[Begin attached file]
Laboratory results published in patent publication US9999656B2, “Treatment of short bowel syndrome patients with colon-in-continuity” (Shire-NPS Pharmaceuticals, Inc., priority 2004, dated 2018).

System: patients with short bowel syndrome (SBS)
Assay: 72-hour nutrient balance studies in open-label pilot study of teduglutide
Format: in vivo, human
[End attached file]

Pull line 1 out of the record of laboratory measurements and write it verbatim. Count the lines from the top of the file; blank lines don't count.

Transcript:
Laboratory results published in patent publication US9999656B2, “Treatment of short bowel syndrome patients with colon-in-continuity” (Shire-NPS Pharmaceuticals, Inc., priority 2004, dated 2018).